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20 Year Anniversary of Euro Reminds Why World Is A Mess

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20 Year Anniversary of Euro Reminds Why World Is A Mess

This past week witnessed the 20 year anniversary of the greatest currency sharing experiment in history— the Euro. The only way to appropriately describe this monetary foray so far is with a Dickens' classic line, “It was the best of times, it was the worst of times…” Twenty years later, the euro has barely survived the Global Financial Crisis, the European Sovereign Debt Crisis, and the loathing of the Greek and Italian electorates.

This is a poignant reminder of why you can not count on anything in your portfolio ultimately but gold and precious metals. When the global geopolitical and economic chips (stocks and bonds) are down, the one to turn to is IRA-approved gold. Reality will always be that gold makes sense in an IRA because no other single asset class in the history of mankind has offered anywhere near the stability and purchasing power protection of the yellow metal. It is time to review your Gold IRA pros and cons while an uneasy calm prevails in the increasingly volatile and troubled markets going into 2019.

On Paper the Euro Looks Strong, but Reality Paints a Bleaker Picture of Papering Over Cracks

It is perhaps appropriately ironic that on the 20 year anniversary of the euro, the currency that has swung wildly from 1.14 to the dollar down to as low as .83 and as high as 1.60 in the last two decades is now back to where it began its frighteningly volatile journey at 1.1450. It has literally come full circle. A casual observer unaware of the single currency's troubled history might think it was a beacon of currency stability, but this is the exact opposite of the case. Imagine if the dollar had plunged 20 percent before rocketing up 100 percent then falling another 28 percent and all in only 20 years. Investors and consumers alike would be begging them to stop the ride so that they could get off.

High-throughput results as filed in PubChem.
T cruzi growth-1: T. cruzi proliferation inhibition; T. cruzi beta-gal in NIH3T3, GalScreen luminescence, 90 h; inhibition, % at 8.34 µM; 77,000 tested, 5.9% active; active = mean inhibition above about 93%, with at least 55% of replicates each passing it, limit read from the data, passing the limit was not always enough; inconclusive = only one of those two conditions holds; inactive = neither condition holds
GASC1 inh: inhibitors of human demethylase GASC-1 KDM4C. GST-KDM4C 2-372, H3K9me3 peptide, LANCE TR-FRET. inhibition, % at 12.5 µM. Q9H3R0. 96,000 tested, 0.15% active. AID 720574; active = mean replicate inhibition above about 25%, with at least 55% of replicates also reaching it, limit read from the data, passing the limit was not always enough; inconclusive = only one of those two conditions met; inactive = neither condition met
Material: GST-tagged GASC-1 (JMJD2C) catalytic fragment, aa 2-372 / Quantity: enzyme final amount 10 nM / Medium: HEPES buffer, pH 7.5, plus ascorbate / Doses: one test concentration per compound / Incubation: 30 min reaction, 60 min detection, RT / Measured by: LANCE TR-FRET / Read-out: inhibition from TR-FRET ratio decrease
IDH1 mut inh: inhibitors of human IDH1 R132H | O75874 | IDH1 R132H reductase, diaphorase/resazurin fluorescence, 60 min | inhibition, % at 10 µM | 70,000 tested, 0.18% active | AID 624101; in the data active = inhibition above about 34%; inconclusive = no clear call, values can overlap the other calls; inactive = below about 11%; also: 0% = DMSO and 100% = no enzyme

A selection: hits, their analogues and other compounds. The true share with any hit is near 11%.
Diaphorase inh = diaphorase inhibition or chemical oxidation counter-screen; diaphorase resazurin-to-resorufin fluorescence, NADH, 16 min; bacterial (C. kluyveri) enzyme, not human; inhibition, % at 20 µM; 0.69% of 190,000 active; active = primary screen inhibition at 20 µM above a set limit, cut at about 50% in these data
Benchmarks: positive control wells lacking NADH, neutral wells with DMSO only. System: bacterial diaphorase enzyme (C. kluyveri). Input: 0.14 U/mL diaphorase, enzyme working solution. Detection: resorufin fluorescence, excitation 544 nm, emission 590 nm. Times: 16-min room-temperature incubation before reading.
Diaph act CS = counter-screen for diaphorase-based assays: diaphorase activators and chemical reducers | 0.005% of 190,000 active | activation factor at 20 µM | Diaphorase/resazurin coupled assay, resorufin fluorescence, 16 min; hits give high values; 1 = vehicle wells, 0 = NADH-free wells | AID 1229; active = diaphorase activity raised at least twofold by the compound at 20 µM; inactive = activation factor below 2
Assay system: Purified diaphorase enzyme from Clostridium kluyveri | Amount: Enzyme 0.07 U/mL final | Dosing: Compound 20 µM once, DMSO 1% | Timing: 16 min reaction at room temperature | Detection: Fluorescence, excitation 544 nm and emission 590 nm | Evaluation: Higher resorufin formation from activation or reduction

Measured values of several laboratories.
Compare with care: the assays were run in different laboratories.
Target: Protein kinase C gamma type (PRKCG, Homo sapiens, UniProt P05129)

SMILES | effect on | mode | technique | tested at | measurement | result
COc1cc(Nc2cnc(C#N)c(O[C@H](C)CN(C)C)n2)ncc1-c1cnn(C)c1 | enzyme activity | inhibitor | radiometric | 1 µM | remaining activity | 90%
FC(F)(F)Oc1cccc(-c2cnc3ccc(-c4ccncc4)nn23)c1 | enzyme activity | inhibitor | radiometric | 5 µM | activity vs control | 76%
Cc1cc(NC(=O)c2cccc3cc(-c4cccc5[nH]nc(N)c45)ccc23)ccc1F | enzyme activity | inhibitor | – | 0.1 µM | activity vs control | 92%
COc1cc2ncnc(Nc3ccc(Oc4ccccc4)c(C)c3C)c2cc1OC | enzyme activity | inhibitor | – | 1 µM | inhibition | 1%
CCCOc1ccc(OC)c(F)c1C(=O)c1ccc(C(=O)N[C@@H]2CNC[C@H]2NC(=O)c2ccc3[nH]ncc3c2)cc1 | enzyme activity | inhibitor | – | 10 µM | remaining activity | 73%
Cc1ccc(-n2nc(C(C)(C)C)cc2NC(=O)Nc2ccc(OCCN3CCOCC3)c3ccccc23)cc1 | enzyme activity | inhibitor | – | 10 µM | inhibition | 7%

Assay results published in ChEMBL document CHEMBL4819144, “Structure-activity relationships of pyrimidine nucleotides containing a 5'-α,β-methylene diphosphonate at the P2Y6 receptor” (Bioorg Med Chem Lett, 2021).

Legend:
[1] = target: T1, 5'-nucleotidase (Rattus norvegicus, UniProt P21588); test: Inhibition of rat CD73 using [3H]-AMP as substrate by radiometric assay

Yet this is precisely where you find the euro today, and worryingly, a few nations' voters do want to get off the euro roller coaster ride desperately (think Italy and most Eastern European nations). While membership has expanded from the founding 11 states to 19 today and the value of the euro-dominated economy has increased to 11.2 trillion in euros (or about $12.8 trillion) for a 72 percent gain, this has still only been good enough to set the currency block up as the second largest on the planet behind the United States.

In all likelihood, the greatest days of the euro lie behind it. Divergences in the North and South countries, and Central versus East/West economies in the block have strained the single currency to the breaking point on more than one occasion and threaten to break it still. Europeans as a rule counted on an improvement in their economic well-being when they pooled their currencies and interest rate and fiscal budget setting powers.

In cases like Italy, they have seen anything but prosperity from their tenure in the currency block. In fact, only a small handful of the euro carrying members today are actually flourishing economically, and these mostly center around powerhouse Germany and its neighbors Austria and Belgium. For everyone else, it is the start of another tough year making the joint European economic policy work for their own vastly different set of economic circumstances and models.

The Euro Has Even Hurt Some Founding Members Significantly

Italy may remain the poster child for countries economically left behind by the euro, but it is not the only nation to struggle to cope with the loss of financial and fiscal policy powers in the last 20 years. Ireland, Portugal, and Greece vie for the unenviable slot of second worse off under the euro (behind Italy). None of these three nations in particular had the necessary space to tinker with their fiscal policy or choose deflation to escape from the ill effects of the Global Financial Crisis and subsequent European Sovereign Debt Crisis.

This chart below shows the wild ride the euro has taken its member states on, even as Greece teetered on the brink of total financial collapse over the past decade:

Chart Courtesy of Bloomberg

If Italy's case is any indicator of where things are heading in the future, then the volatile and challenging euro ride is far from over too.

Today Some of the Largest Euro Members Want Out of the Currency Union…